The ‘Making A Murderer’ Creators Were Contacted By A Juror Who Believes Steven Avery Was Framed

News & Culture Writer
01.05.16 9 Comments

Interest in the Netflix documentary series Making a Murderer is stronger than ever, so The Today Show had filmmakers Laura Ricciardi and Moira Demos on to discuss a “big announcement” regarding their subject, Steven Avery. Making a Murderer, which is basically Serial in video form, has generated an unbelievable amount of interest — everything from negative Yelp reviews for the lawyers involved in Avery’s case, to the involvement of Anonymous. So what more can Ricciardi and Demos possibly add to the mix?

According to the interview, a lot. As in we-were-contacted-by-one-of-the-jurors-who-thinks-Avery-was-framed a lot. Per Ricciardi:

“We were contacted by one of the jurors who sat through Steven Avery’s trial, and shared with us their thoughts. They told us, they believe Steven Avery was not proven guilty. They believe that Steven was framed by law enforcement and that he deserves a new trial. And if he receives a new trial, in their opinion, it should take place far away from Wisconsin.”

When asked whether this supposed juror had voted to convict Avery during the trial, Demos confirmed as much and relayed what this person had told her and Ricciardi:

“Obviously we asked this person, ‘Explain what happened. Why did you cast your vote for guilty?’ What they told us was that they feared for their personal safety.”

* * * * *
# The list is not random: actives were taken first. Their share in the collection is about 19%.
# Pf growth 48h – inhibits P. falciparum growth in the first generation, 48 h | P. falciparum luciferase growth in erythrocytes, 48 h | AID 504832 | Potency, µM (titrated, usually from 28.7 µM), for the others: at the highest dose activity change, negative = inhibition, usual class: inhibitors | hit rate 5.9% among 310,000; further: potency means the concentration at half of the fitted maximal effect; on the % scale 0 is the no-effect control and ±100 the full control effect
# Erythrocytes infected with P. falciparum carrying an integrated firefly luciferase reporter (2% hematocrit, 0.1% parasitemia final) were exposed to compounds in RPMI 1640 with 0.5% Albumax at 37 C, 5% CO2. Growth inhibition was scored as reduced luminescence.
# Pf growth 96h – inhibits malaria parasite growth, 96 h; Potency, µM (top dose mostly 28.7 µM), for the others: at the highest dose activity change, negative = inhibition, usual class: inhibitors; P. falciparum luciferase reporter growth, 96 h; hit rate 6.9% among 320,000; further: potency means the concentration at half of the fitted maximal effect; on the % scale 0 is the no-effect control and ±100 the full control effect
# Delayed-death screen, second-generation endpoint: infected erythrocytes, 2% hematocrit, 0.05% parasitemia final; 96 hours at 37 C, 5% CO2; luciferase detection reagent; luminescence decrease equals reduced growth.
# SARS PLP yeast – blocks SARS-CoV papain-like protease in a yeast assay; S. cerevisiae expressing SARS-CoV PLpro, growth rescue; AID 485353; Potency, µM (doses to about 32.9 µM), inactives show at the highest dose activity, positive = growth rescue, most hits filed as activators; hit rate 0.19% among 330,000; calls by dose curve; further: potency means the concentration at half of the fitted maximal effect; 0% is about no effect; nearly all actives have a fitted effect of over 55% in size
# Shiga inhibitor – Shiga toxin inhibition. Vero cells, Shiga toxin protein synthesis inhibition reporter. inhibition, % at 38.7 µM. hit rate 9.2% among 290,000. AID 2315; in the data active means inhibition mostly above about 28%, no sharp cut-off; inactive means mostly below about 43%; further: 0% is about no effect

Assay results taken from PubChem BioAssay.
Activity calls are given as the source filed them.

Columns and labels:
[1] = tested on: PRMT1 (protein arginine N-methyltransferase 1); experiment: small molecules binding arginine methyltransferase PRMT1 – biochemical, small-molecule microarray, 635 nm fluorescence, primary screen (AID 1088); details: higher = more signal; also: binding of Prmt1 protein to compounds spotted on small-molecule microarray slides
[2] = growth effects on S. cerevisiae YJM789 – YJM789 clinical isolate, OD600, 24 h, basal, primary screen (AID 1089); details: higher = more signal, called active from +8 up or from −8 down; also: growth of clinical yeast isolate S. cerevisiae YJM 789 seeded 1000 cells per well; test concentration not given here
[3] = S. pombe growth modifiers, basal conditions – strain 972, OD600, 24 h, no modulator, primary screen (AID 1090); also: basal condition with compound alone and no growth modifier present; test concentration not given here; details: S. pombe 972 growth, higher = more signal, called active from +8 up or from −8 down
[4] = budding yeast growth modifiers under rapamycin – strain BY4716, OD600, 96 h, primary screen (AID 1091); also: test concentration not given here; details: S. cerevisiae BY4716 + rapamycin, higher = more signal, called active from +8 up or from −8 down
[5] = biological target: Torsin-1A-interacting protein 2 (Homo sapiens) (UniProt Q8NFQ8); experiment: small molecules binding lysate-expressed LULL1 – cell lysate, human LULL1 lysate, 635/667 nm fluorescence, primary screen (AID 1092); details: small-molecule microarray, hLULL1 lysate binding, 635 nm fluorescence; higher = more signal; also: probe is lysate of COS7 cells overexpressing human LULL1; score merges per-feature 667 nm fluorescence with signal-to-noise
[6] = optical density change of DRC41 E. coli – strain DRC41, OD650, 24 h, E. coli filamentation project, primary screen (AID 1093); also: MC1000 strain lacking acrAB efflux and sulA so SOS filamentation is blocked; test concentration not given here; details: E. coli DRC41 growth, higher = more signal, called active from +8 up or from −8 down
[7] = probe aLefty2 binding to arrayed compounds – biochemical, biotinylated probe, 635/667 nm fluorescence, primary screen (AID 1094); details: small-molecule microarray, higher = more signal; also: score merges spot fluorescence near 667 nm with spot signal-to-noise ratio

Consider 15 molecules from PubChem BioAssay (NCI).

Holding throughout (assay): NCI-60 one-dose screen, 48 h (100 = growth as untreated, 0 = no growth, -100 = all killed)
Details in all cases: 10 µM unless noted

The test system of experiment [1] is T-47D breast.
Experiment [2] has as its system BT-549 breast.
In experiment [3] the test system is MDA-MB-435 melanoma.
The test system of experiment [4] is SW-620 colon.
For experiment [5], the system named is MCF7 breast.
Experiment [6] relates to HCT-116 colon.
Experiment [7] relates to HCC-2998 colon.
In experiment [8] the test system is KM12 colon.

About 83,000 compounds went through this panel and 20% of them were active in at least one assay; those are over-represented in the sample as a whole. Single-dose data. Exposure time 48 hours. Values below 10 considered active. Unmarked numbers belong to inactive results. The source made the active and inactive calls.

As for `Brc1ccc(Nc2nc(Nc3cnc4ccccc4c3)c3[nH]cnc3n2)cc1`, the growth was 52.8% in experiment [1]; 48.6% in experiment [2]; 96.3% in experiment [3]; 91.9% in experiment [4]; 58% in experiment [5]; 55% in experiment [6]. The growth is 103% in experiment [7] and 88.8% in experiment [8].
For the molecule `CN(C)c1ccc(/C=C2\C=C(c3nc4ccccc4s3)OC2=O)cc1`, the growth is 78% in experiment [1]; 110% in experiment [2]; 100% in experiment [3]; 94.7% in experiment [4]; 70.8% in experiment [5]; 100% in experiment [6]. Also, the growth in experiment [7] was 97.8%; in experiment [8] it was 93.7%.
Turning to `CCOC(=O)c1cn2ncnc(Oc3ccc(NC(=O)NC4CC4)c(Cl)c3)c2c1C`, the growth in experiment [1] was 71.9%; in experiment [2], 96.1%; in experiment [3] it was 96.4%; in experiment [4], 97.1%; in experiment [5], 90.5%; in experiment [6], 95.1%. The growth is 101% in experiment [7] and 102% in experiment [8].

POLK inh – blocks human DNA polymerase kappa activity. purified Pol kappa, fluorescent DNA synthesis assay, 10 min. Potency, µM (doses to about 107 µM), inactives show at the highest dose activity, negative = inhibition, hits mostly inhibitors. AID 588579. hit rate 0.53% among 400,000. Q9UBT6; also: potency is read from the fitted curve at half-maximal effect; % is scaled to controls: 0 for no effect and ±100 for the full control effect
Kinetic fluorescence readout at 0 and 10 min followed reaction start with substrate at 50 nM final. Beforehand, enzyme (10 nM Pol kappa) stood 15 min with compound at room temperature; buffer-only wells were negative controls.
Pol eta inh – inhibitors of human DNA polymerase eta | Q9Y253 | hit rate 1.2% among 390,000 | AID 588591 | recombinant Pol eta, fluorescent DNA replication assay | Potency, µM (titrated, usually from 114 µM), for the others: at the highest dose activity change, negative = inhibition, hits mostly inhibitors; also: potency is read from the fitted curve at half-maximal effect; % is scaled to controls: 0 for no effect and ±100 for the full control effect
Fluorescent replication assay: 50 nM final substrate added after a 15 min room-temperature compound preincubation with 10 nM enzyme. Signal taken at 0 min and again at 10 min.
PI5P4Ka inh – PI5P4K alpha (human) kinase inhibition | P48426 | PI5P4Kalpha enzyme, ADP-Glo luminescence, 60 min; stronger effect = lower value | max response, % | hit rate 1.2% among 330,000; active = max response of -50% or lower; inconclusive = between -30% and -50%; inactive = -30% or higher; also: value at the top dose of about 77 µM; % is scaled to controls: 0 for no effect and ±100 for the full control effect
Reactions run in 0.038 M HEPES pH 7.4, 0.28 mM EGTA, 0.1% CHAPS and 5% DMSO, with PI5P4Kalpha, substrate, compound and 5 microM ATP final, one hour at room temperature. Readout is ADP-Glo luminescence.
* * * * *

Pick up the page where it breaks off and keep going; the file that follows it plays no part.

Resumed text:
Before this bomb dropped, the biggest piece of Making a Murderer news concerned what Ricciardi and Demos allegedly left out of the documentary. Now that the fires of the “law enforcement conspiracy” have been doused in more gasoline, however, there’s a good chance the two new crazes will be 1) said conspiracy theories, and 2) the identity of the juror who contacted the filmmakers.

According to the Milwaukee Journal Sentinel‘s reporting at the time, the Avery jury pool consisted mostly of “people who hold blue-collar jobs or don’t work, either because they are retired or are homemakers.” However, one member stood out:

“There’s also a 41-year-old man who describes himself as independently wealthy, retired and as a part-time singer in a rock ‘n’ roll band.”

Rock stars love drama, so our money is on the now-50-year-old musical maestro the juror who contacted Ricciardi and Demos. Besides, among a small army of blue-collar workers, retirees and homemakers, who would be the most likely to “[fear] for their personal safety” at the hands of the local police? The musician, of course!

Now Watch: 9 Mind-Blowing True Crime Docs To Watch After ‘Making A Murderer’

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